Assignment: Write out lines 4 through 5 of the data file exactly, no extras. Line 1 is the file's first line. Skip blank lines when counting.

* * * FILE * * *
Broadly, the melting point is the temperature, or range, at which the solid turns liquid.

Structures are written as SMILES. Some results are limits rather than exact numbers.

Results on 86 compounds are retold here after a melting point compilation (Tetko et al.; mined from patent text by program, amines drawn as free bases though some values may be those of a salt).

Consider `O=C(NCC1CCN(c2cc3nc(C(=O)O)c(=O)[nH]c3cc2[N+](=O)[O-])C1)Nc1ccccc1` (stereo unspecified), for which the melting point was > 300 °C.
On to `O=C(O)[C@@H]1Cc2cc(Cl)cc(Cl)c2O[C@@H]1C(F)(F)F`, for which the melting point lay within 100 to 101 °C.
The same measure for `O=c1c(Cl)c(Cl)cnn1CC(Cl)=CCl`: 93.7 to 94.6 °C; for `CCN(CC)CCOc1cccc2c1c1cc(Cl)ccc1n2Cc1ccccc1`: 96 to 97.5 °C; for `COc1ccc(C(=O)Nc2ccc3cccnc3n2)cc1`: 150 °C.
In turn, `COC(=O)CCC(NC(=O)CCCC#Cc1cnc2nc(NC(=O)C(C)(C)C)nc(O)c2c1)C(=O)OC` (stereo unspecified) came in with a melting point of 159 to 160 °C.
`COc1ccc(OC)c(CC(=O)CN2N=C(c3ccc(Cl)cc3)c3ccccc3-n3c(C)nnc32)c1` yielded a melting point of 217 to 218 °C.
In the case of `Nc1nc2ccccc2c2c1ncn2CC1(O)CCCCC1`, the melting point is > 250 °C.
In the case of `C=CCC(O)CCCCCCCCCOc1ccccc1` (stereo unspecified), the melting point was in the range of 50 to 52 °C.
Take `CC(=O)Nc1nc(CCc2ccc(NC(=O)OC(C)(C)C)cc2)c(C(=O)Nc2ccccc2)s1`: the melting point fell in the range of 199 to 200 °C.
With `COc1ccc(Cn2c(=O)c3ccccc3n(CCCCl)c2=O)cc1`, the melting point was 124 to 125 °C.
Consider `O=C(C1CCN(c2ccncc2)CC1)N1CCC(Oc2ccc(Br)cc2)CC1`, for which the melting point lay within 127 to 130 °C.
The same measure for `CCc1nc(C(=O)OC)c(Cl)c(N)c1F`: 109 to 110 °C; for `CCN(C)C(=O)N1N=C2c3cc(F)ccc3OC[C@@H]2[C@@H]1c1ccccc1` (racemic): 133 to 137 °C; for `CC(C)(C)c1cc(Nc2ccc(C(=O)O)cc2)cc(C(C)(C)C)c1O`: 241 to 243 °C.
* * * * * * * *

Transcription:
Consider `O=C(NCC1CCN(c2cc3nc(C(=O)O)c(=O)[nH]c3cc2[N+](=O)[O-])C1)Nc1ccccc1` (stereo unspecified), for which the melting point was > 300 °C.
On to `O=C(O)[C@@H]1Cc2cc(Cl)cc(Cl)c2O[C@@H]1C(F)(F)F`, for which the melting point lay within 100 to 101 °C.